Almost exactly 15 years ago, a 6-foot bunny rabbit named Frank asked Jake Gyllenhaal's Donnie Darko to watch a movie screen. "There's something I want to show you," Frank said, as a hole to somewhere opened up within the theater. "Have you ever seen a portal?"
Richard Kelly's 2001 darkly humored sci-fi film Donnie Darko came and went out of movie theaters, but through its unexpected ability to unsettle the viewer, it has gone on to become an enviable cult classic. It is the first movie that ever left me silent and immobile as the credits rolled, and has, in a way, never lost its grip. For an individual who has been closeted, felt othered, misunderstood, and angry with the status quo, Donnie's story is a classic coming-of-age narrative arguably lined with non-denominational spiritual undertones that make it universal and timeless. To answer Dr. Lilian Thurman's question to Donnie during a therapy session, the search for God (read: a meaning in life) is not absurd. It's the very prominent theme of questioning our surroundings that makes Donnie Darko so compelling to this day.
Kelly, though, attributes a considerable amount of its longevity to the film's distinctive look. "I’m proud of the aesthetic and the way that it all came together," Kelly says. "Seeing how the thematic and narrative elements continue to connect with people makes me proud, of course, as well. But, the gateway to that is the aesthetic." That aesthetic is currently on full display in select movie theaters across the States with the rerelease of Donnie Darko in 4K resolution. It truly is a marvel to take in, because Kelly captured the late '80s, when the story takes place, perfectly—from the lighting to the film grain.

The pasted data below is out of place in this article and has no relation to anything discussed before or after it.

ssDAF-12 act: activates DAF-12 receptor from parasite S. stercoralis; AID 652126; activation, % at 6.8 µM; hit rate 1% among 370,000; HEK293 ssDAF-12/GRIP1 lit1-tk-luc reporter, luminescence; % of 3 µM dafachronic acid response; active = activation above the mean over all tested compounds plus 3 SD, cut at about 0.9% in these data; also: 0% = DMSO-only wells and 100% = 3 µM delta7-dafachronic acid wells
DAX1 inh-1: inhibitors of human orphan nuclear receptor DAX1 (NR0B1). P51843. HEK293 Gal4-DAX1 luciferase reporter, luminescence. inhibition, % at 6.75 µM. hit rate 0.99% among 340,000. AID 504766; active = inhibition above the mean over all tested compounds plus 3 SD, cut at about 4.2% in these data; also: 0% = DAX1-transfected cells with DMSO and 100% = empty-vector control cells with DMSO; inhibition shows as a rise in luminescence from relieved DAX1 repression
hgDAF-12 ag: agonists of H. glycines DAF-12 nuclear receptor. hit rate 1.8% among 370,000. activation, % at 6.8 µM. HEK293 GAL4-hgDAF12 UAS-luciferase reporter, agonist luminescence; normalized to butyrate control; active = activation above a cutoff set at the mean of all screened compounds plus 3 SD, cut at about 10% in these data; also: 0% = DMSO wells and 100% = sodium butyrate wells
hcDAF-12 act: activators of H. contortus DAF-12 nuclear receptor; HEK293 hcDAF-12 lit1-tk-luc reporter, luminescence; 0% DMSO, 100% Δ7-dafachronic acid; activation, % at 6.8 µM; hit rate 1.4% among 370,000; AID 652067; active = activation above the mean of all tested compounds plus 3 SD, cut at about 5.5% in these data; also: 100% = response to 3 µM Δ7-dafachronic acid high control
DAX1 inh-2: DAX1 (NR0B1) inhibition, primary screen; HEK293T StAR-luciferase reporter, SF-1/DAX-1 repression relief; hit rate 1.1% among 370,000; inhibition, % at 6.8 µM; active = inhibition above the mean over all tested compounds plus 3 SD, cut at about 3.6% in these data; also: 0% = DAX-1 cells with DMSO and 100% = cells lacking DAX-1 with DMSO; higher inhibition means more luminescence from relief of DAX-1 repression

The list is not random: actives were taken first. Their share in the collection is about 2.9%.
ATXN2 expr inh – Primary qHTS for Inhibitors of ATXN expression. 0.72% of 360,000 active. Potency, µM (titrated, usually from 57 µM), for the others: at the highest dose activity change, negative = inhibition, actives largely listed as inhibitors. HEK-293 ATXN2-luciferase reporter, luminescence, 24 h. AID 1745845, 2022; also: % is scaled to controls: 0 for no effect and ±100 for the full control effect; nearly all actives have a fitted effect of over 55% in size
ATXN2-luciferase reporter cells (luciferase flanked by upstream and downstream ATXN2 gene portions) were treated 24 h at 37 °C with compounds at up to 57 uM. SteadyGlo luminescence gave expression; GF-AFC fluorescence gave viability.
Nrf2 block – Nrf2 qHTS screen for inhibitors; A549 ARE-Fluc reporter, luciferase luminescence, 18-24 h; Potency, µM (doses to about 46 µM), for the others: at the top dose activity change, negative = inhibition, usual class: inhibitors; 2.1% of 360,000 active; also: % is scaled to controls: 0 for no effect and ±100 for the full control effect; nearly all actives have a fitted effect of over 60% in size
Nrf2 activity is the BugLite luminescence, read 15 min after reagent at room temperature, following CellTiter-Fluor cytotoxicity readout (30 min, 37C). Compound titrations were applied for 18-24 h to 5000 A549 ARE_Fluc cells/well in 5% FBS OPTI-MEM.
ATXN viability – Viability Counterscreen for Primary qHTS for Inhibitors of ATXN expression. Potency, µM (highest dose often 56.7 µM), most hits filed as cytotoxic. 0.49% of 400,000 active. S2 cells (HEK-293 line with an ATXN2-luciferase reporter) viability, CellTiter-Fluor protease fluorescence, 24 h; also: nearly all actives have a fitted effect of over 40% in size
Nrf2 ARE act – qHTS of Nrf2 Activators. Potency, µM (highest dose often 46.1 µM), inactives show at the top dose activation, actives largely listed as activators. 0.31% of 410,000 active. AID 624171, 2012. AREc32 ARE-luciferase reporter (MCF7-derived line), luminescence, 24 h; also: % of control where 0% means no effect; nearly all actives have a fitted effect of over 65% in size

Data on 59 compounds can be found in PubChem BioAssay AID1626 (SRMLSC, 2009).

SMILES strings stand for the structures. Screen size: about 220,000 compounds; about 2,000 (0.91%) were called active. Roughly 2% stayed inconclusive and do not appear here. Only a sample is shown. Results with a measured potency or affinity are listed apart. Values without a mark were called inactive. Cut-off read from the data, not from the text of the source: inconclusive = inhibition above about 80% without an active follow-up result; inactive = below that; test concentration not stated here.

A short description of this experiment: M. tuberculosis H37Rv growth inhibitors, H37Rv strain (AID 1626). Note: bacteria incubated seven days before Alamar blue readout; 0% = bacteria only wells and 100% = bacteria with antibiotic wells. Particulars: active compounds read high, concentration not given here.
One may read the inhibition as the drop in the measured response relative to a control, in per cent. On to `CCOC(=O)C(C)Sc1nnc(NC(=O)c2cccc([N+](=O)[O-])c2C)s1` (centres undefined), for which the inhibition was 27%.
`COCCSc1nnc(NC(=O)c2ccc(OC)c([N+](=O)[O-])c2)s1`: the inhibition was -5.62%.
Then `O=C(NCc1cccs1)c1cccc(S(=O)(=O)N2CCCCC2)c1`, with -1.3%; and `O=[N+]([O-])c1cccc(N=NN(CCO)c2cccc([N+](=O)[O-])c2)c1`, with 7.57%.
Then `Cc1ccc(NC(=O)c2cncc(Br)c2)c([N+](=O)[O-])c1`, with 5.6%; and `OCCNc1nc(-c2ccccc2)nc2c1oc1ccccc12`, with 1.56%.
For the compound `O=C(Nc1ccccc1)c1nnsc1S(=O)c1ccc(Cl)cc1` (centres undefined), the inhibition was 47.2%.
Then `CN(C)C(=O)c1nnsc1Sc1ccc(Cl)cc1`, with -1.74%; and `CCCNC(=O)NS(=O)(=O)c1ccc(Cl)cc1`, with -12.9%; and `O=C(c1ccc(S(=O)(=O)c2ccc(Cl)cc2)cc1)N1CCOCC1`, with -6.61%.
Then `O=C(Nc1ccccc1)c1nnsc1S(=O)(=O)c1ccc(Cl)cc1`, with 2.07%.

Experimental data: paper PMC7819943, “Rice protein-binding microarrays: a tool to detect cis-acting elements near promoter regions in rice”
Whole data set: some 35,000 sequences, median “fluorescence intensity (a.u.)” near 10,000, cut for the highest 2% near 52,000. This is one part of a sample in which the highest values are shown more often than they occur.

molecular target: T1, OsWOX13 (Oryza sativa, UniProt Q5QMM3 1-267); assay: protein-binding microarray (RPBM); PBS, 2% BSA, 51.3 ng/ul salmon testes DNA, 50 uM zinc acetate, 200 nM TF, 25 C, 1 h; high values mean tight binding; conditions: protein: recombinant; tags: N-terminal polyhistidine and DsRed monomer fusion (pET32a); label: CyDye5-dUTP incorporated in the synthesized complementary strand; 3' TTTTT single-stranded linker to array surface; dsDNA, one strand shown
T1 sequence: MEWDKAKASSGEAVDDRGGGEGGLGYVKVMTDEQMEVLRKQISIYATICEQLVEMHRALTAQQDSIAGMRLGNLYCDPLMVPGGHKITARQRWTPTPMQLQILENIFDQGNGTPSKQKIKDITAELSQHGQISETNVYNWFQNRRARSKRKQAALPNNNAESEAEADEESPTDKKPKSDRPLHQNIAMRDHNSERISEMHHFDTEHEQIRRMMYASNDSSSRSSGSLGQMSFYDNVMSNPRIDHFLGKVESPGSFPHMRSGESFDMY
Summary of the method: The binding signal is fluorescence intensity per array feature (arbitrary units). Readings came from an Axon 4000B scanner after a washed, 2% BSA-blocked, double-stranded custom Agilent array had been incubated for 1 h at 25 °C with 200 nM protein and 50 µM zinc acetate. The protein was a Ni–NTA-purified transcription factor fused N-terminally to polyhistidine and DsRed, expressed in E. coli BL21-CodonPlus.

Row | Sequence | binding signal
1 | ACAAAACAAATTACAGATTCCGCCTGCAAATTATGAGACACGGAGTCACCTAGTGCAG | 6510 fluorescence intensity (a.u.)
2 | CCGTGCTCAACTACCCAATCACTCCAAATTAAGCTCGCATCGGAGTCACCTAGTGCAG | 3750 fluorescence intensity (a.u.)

Aesthetic, however, is merely the vessel for Donnie Darko's story. It's richly nuanced, spawning books and crowded online forums speculating on its many theories. At its heart, though, Donnie Darko is about puberty—its violence and confusion. "It is a portrait of the anxiety of being a teenager, becoming a man, and having to deal with the realities of growing up," Kelly says. Donnie is a teen in therapy and on medication, a teen with a criminal record, a teen longing to be free of the parental and adult forces imparting their so-called wisdom and advice on him. He's convinced the world as he knows it is ending because who hasn't felt like the world, as they know it, is ending as a teenager? The fantastical elements—the time travel stuff and whatnot—bring the existentialism to life and keep Donnie's audience on its toes, looking for coincidences and analogies.
It's the very idea of this being real and the little voice that keeps us skeptical that makes Donnie Darko endure. Growing up is rough; the loss of innocence and realizing how small your life is can be frustrating. It's a mad world, indeed; a world that may or may not be predestined, but one with stories to tell and lives to touch. Donnie realizes this through an alternate universe. We just go through puberty in "stupid man suits," often holding on to our teenage angst well into our 30s and in search for portals of our own, portals that hold all the answers.